10 August, 2006

New Evidence, Old Contradictions: Carl Schmitt and the Jewish Question

Posted by alex in Alex Linder, German nationalists, philosophy, Telos at 10:21 pm | Permanent Link

[from Telos, Fall 2005]

by Joseph Bendersky

The relationship of Carl Schmitt to Telos is as definite today as it would have been highly improbable decades ago. I was as surprised (and initially as skeptical) as anyone by Paul Piccone’s emerging interest in Schmitt. Yet in his typical manner, he forged ahead undaunted by severe criticism and tension among editors. Ultimately, Telos became not only one of the most persistent promoters of Schmitt studies in the US but a key interpreter of this thinker worldwide. When issue 71 appeared in 1987, linking Schmitt with the Frankfurt School, it struck some as ideologically blasphemous and even morally sacrilegious [sic]. Yet today, Schmitt’s intellectual influence on the left is a given. In his introduction to the Special Issue “Carl Schmitt: Enemy or Foe?” that followed, Piccone posed the question suddenly on the minds of many associated or familiar with the journal: ‘So what is a nice leftist journal like Telos doing in a theoretical dive like this?”[1] His answer opened the way for many fruitful, though usually heated, discussions down to the present. No matter what one thinks of his conservative credentials, Nazi collaboration, or personal prejudices, “Schmitt’s work — ranging all the way from political romanticism to guerrilla warfare — is clearly one of the most important contributions to 20th century political theory and deserves to be seriously confronted.”[2] Telos became a major impetus to the Schmitt renaissance of the late 1980’s.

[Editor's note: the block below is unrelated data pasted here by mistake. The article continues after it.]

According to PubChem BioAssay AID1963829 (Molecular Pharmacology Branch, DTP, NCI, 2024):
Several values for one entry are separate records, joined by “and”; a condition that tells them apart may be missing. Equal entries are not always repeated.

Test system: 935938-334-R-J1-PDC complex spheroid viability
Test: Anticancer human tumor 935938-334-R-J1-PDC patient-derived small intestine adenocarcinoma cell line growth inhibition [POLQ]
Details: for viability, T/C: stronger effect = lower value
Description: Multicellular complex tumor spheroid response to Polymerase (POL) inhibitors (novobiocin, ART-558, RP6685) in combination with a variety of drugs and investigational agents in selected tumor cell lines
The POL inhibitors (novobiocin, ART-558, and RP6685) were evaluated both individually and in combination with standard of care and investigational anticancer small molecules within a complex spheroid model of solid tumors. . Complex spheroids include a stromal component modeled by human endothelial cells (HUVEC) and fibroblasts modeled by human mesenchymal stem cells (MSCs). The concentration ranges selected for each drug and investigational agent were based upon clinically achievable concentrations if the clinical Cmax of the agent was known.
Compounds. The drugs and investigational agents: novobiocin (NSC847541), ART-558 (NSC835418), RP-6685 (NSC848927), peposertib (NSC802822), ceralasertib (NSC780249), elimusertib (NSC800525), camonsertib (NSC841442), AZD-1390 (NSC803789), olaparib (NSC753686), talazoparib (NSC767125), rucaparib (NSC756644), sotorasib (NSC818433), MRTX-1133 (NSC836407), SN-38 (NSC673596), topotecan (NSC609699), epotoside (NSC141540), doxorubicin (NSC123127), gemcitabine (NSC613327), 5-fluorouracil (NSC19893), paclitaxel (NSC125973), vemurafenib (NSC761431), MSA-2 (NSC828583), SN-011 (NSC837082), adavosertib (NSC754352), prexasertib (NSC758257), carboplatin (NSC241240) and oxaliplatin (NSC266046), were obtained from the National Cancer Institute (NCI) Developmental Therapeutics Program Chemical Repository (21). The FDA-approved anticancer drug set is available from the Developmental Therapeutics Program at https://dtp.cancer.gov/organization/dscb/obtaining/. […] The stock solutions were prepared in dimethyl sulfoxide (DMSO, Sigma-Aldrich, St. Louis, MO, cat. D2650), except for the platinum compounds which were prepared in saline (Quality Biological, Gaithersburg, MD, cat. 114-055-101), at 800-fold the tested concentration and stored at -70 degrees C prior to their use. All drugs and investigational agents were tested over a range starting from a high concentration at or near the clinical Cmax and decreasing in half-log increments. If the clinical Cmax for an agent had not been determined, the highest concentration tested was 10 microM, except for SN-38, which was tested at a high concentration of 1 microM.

By the 1990’s, Schmitt studies were characterized not only by this renewed international interest in his ideas, and the proliferation of publications, but by questions and reinterpretations generated by the significant new evidence that became available at that time. The most important evidence came from the Schmitt Nachlass, the quite large collection of his private papers in the Hauptstaatsarchiv in Düsseldorf. Although still closed, these papers have, in exceptional circumstances, been made accessible to certain scholars and some of Schmitt’s private notebooks were also published. Besides greatly expanding our general knowledge, this new evidence revived old debates about Schmitt, especially concerning the issue of anti-Semitism. In recent years, Piccone had expressed to me his growing unease that, among all the new interpretations of Schmitt, those reviving the anti-Semitic question were the most successful in impeding efforts to critically understand Schmitt’s intellectual contributions.